Currently viewing the tag: "basis trade"

In preparation for resuming our exploration of hedge fund trading strategies, we took a detour last time out to learn about bond futures and conversion factors, which are used in basis trading.  Basis trading is a form of fixed-income arbitrage that seeks to benefit from a change in the spread between a spot bond price and an adjusted futures price.  The formula for the basis is:

B = SP – (FP x CF)


B is basis

SP is spot price of bond (clean)

FP is futures contract price (clean)

CF is conversion factor

Clean prices are ones in which the present value of future cash flows, such as interest payments, are not included in the price.  Normally, one purchases a bond at the dirty price, which includes such cash flows.

A bond basis trade is the simultaneous purchase and sale of a bond and a bond futures contract to capture a non-zero basis as profit.  It is also known as a cash-and-carry trade.  (There is an alternative method of achieving the same result using exchange of futures for physicals (EFP) which we’ll not discuss in this article).

The conversion factor is the key to a basis trade.  Here’s how it works:

  • If the basis is negative, the bond spot price is less than the adjusted futures price. In this case, you would “buy the basis” by buying cash bonds and selling futures contracts. Say that the conversion factor on the 8 ¾ T-Bonds of 5/15/2017 is equal to 1.077. To buy $100M of the basis, you purchase $100M face value of the bonds and simultaneously sell 1,077 (= $100M * (1.077 / $100K) of bond futures.
  • If the basis is positive, the bond spot price is greater than the adjusted futures price. Here you would “sell the basis” by selling cash bonds and buying futures contracts.  For instance, if the conversion factor on the 7 5/8 T-Bonds of 2/15/2005 equals .0960, then selling $10M of the basis would require selling $10M face of the bonds and buying 96 futures contracts.

To close out the trade, you need to purchase your short position and sell your long position.  If you compare the opening spread with the closing one, the difference is the change in basis during the holding period.  A narrowing spread favors the short position; a widening spread benefits the long.

If you think the spreads will narrow over time, you benefit from selling the expensive bonds and buying the cheap futures contracts if your prediction is correct.  The change in basis over time is the cash part of the trade. The carry portion consists of coupon payments less financing costs (at the repo rate) for the bond (including accrued interest).  You realize a profit if the sum of the cash and carry portions are positive.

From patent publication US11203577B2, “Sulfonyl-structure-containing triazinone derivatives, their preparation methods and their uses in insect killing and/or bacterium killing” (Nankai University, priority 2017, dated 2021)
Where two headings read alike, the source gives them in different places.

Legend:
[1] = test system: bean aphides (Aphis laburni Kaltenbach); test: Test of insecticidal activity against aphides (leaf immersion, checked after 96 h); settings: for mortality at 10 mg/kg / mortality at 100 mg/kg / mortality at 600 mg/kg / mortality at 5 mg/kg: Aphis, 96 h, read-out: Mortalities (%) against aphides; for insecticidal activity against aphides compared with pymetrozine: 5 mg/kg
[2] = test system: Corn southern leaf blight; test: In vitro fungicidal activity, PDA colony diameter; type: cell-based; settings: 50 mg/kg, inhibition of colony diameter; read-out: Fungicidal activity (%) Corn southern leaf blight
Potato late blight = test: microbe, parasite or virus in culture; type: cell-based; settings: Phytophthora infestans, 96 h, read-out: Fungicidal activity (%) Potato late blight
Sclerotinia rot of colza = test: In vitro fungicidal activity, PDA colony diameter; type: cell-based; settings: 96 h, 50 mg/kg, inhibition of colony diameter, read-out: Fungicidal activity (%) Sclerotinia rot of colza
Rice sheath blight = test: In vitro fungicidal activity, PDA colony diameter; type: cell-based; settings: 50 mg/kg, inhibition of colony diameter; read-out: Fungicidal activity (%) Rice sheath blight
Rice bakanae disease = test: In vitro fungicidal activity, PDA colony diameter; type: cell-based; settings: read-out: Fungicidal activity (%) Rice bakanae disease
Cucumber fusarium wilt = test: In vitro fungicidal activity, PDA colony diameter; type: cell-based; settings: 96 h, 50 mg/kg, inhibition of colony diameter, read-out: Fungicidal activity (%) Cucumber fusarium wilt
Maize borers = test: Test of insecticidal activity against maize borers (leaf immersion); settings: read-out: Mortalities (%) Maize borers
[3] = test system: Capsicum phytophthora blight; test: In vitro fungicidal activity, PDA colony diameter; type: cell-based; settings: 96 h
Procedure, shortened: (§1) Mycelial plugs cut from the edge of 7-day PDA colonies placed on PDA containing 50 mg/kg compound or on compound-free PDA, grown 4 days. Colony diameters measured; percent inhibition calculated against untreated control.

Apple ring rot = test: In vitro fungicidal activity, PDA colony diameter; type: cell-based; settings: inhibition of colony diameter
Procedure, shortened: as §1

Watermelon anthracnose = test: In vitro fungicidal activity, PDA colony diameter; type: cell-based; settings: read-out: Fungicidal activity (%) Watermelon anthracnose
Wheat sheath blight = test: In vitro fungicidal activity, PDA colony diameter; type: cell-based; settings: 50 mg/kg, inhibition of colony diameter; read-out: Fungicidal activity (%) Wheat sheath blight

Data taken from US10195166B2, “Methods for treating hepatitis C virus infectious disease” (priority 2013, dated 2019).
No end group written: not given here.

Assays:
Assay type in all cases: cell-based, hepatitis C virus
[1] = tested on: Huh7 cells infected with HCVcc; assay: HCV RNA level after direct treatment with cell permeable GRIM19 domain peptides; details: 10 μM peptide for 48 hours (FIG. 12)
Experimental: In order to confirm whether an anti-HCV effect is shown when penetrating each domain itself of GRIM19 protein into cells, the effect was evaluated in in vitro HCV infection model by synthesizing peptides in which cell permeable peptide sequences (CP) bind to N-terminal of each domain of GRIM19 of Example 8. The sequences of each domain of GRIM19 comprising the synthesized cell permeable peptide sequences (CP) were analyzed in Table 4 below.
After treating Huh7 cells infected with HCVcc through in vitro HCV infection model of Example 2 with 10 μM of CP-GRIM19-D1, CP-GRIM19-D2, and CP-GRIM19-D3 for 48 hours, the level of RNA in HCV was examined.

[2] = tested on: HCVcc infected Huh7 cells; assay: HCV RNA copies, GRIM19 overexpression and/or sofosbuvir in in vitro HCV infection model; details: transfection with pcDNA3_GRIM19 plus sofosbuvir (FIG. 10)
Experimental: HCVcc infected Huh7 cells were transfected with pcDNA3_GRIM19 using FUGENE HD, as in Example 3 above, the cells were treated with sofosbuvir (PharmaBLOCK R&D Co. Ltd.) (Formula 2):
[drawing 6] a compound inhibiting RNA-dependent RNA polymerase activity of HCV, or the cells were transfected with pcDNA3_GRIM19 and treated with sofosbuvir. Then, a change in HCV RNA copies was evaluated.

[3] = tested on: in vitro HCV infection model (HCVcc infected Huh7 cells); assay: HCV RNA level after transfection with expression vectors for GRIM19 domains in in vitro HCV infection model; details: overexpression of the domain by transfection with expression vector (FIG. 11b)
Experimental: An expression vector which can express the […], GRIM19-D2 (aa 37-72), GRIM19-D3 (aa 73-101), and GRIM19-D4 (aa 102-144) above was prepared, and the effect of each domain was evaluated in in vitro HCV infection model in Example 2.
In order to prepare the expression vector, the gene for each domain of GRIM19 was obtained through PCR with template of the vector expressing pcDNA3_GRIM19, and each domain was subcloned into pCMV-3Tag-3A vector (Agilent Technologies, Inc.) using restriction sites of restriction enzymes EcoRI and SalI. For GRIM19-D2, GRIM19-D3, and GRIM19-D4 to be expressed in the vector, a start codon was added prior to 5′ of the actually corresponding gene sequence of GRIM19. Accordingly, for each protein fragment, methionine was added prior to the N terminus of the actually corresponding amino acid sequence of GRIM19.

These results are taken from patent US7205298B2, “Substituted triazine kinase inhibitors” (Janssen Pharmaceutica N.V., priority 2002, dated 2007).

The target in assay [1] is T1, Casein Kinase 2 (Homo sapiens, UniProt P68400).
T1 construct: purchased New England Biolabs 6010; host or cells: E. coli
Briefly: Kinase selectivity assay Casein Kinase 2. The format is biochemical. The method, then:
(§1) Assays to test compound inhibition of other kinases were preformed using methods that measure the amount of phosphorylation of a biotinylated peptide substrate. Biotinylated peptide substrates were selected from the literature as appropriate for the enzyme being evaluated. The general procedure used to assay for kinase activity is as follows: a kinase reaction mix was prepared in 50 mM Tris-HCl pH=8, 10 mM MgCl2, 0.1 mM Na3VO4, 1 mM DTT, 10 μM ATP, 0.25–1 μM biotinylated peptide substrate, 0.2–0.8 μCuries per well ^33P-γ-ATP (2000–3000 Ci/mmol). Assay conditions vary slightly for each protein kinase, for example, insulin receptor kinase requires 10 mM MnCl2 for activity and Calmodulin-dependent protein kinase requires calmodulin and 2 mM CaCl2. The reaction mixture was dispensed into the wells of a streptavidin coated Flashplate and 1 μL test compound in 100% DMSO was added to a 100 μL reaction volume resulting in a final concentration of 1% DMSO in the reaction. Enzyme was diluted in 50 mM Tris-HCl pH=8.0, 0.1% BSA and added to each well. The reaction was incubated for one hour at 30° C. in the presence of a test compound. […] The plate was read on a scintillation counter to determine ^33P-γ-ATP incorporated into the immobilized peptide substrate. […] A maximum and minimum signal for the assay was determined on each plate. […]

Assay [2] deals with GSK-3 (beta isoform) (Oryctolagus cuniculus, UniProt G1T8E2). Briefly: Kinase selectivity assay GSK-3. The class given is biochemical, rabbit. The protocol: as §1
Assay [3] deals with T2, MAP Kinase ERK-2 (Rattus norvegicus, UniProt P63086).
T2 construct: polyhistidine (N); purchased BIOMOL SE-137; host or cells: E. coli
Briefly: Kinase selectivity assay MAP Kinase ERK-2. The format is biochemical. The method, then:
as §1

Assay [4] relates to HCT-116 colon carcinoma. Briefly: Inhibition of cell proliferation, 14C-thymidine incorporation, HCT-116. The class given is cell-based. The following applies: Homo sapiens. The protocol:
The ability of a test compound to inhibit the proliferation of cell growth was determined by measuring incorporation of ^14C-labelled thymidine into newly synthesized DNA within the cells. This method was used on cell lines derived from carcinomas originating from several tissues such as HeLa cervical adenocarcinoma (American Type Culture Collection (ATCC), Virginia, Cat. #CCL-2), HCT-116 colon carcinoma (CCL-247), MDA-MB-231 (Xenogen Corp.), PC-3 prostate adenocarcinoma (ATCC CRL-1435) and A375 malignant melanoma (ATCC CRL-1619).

Every 1/32 of a basis point is worth $31.25; on a position of $10M face, this equals $3,125. Therefore, if a basis narrows by 2.6 basis points, the short position profits on the cash portion of the $10M face trade by 2.6 * $3,125 = $8,125. As long as the short’s carry costs do not exceed $8,125, he/she will pocket a profit.

The risk in a basis trade is that the basis will move in an unfriendly direction due to a change in the yield curve, and/or the repo rate will change to your disadvantage.  These changes are important because of the following reasons:

1)     If the repo rate decreases, or if the yield curve steepens, carry and basis increases

2)     A decrease in the bond’s yield relative to other deliverable bonds will increase the basis

3)     Bond duration can affect a bonds response to yield changes: the basis of a low-duration bond will tend to rise with bond yields, whereas the basis of a high-duration bond increases when bond yields fall.

4)     Volatility affects technical considerations involving the short’s strategic delivery options. A rise in volatility would tend to lower the futures price and raise bond basis.

There is extensive literature on basis trading, and interesting parties are urged to seek it out before embarking on any trading activity.

Our next topic will be asset swap trades.

There are two main motivations for hedge funds to hire a prime broker:

1)     Financing – margin, securities lending, repurchase agreements